“The students there didn’t need me to save them, which was just one of many lessons I learned,” Dickinson said. He saw first-hand the impacts of poverty on student achievement, and the limits of public schools. “In many ways, public schools in Native communities continue to be institutions of assimilation. While teaching math, I realized the lecture model of education was insufficient for engaging my students and I had to develop more of an inquiry model,” Dickinson said. After three years, he would make the difficult decision to move on.

“When I moved to Albuquerque, I was presented with the challenges faced by an immigrant community and students learning English as a second language. Additionally, undocumented students/families faced uncertain futures, which made it hard to plan for things like college and employment,” Dickinson said.

During this time, Dickinson was also a policy fellow with Teach Plus, working with the New Mexico Public Education Department, and legislators to improve mentoring/induction and teacher evaluation.

“So many decisions made at the state and local levels of government have a dramatic impact on what happens in the classroom, yet teachers and students have limited power to influence these decisions,” Dickinson said. He focused on issues such as, pressures from standardized tests, growing child poverty rates and, the proliferation of charter schools.

“As I look to the future, I would like to continue to engage in policy discussions, but as an individual or with a collective of educators united behind a common purpose,” Dickinson added. He continued to teach in New Mexico, but his goal of improving the educational experience of children would take him beyond the United States in the summer of 2018.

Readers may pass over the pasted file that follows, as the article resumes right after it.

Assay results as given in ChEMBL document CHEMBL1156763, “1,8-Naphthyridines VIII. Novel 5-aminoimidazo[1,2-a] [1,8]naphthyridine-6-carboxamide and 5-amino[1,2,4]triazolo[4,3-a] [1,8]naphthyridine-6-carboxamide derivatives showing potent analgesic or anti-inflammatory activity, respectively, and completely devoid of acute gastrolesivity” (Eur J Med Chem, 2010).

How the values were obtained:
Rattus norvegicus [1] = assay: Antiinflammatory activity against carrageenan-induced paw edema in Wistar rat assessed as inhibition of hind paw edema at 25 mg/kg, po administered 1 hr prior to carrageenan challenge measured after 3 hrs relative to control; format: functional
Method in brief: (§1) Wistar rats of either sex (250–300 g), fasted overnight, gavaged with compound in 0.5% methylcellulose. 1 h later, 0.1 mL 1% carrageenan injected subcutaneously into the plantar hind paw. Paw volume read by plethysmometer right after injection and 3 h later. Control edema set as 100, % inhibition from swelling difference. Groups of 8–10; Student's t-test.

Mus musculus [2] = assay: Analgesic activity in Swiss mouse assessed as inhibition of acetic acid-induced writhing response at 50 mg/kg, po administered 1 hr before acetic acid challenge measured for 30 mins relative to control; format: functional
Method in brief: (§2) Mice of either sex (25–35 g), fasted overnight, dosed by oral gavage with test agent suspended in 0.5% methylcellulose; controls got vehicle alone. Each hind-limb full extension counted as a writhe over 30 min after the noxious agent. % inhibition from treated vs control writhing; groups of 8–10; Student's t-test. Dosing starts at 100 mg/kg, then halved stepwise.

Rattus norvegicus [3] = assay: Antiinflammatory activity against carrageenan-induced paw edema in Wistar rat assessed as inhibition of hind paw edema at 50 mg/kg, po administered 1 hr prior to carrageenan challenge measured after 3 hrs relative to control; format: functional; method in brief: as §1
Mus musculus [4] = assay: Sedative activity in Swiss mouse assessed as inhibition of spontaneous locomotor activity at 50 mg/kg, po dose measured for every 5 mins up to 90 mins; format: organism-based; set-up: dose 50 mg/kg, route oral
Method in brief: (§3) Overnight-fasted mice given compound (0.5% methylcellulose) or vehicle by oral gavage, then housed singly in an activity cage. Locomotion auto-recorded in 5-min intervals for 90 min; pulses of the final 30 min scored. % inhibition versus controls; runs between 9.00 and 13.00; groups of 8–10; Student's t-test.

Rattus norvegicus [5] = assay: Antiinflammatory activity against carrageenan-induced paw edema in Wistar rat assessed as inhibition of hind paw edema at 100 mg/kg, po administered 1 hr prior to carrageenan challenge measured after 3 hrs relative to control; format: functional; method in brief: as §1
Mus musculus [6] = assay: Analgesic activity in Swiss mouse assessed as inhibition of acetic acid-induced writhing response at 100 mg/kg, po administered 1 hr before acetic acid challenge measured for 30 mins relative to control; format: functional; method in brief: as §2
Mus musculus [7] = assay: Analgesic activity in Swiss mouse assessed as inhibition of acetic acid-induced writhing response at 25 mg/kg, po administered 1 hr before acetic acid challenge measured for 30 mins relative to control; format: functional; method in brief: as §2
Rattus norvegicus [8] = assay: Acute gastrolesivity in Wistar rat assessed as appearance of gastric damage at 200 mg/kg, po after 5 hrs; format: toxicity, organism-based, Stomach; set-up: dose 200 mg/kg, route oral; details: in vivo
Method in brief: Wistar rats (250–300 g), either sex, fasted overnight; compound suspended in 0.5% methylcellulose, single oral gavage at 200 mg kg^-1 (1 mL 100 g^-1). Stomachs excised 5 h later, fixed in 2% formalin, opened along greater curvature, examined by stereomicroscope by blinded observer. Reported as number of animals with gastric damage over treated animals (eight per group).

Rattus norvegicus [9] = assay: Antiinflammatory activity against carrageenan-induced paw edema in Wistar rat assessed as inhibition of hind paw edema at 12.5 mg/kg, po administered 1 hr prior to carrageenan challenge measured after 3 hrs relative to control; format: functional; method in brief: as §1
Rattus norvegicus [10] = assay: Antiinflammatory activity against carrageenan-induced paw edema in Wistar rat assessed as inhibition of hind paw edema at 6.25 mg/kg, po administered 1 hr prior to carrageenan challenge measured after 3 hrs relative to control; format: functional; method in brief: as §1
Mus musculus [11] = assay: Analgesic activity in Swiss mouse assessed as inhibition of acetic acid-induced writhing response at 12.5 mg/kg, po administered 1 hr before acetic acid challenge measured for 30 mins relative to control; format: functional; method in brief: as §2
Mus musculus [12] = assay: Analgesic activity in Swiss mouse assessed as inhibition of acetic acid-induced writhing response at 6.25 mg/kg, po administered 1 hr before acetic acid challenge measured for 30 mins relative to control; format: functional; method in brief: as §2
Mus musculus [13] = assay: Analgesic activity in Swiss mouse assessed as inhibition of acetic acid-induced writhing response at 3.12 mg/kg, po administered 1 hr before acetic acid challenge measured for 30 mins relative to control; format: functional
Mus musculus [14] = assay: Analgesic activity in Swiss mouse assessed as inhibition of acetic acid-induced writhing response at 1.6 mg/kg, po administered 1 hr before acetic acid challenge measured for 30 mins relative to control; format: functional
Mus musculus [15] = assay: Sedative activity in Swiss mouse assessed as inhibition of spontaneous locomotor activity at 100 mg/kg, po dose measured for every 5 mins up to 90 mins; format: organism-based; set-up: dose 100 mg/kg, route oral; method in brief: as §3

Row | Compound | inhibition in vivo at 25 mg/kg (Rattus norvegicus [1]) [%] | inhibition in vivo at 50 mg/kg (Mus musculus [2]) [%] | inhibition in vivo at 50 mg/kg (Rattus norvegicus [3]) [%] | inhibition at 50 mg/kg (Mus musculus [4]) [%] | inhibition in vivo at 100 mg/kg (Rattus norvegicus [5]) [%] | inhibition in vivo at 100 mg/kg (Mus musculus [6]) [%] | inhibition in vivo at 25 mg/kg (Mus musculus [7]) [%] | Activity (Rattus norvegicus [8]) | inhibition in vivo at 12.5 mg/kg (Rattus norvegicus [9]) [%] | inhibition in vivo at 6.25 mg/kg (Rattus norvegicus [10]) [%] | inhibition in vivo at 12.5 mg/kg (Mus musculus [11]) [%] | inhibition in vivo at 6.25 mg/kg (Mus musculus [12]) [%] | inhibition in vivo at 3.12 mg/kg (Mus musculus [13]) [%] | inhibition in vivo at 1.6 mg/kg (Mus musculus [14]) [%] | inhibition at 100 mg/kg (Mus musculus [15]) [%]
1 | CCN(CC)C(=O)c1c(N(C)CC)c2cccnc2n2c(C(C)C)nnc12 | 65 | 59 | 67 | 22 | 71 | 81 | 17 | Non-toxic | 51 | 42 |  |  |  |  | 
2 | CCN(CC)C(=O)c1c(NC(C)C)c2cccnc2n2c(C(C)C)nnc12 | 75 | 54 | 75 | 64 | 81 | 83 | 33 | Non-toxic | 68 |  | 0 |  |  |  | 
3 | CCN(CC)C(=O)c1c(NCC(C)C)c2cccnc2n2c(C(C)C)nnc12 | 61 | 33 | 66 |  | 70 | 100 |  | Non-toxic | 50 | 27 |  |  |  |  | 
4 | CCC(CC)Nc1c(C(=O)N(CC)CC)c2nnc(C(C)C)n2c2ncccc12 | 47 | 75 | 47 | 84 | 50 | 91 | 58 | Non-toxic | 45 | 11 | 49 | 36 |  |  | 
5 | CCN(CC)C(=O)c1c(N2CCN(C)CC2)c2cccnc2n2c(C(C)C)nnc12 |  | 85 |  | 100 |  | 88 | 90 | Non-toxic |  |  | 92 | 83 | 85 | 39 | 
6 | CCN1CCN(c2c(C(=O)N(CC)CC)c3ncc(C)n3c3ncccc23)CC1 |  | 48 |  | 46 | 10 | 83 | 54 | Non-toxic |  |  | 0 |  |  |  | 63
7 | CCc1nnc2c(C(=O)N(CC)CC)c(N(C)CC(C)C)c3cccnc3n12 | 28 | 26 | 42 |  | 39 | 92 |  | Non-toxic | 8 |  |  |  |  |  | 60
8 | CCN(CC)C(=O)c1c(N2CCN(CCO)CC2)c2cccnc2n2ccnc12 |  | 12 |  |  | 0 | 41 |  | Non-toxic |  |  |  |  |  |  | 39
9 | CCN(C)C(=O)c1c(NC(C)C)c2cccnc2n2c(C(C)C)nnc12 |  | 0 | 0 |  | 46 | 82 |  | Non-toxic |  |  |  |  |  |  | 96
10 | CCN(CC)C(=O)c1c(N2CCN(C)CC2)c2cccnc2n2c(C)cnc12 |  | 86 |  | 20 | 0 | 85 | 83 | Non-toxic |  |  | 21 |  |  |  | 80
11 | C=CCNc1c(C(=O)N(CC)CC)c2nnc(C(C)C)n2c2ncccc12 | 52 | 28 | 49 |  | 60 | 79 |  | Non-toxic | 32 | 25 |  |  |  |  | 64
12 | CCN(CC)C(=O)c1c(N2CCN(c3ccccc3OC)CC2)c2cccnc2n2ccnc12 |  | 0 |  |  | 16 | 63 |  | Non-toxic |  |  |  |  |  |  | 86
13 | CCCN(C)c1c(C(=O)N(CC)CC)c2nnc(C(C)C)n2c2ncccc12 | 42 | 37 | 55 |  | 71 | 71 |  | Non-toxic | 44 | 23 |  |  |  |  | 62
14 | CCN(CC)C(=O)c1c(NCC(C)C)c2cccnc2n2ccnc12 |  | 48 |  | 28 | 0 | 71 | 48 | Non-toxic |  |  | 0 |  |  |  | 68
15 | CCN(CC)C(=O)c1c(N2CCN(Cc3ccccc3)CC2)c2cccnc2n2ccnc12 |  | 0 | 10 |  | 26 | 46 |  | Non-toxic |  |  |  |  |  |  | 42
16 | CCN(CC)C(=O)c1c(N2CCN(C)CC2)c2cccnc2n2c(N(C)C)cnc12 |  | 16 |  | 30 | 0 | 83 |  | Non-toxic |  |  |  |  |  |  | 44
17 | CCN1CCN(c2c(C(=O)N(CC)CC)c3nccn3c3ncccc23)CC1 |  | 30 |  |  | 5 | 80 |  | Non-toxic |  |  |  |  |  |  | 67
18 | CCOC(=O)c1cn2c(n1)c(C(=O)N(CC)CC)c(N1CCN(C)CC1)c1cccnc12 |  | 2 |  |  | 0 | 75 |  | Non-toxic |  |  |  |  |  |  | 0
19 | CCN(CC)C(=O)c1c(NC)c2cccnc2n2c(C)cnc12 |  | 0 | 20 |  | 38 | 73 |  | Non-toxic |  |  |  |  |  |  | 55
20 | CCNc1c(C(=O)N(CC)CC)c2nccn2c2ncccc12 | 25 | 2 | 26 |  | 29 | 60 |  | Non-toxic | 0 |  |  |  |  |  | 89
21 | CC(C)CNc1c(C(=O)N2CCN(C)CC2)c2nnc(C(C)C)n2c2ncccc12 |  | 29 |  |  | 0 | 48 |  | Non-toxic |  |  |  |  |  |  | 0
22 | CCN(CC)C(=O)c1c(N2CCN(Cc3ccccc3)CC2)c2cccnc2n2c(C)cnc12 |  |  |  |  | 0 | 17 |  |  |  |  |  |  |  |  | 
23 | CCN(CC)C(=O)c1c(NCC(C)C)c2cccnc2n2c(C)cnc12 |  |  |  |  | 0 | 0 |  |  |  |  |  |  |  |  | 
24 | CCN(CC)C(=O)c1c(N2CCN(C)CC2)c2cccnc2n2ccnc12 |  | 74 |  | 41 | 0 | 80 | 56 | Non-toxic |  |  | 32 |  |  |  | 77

“The Teachers for Global Classrooms grant sent me to Colombia to investigate what it means for students to be global citizens,” Dickinson said. “I served in an English class as a native English speaker so that students could practice pronunciations, but then got to participate in their social studies and math classes where they put on festivals to share staples of their culture,” the teacher said. Later that year, he’d be honored at Western New England as 2018’s Young Alumni Outstanding Achievement Award recipient. But he was soon abroad again, this time in New Zealand as a Fulbright Distinguished Award in Teaching recipient.

“I didn’t visit a single classroom, but spent time with climate scientists, journalists, teachers, and mathematicians to get a sense of how math is utilized beyond the classroom,” Dickinson said. “I also used the time to adventure to glaciers, volcanoes, islands, and mountains and gain a sense of how math can be an excuse to get kids outdoors,” he said. Since then, he’s begun developing an “open-source math curriculum based on exploration” at www.pointsofdiscontinuity.com, which he’s hoping to turn into a student research experience.

Back stateside for now, Dickinson made another decision recently that would allow him to continue policy discussions, but remain close to the classroom. By 2020, he’ll be leaving teaching to join Northern Vermont University’s Upward Bound Program as a student development coordinator.

“Teaching is full of joy and heartbreak,” Dickinson explained. He’s seen students excel, and sadly, he’s seen students regress. As he explained, the challenges faced by students and teachers alike are many, but he’s determined – one way or another – to continue innovating and developing new ways to help students achieve success.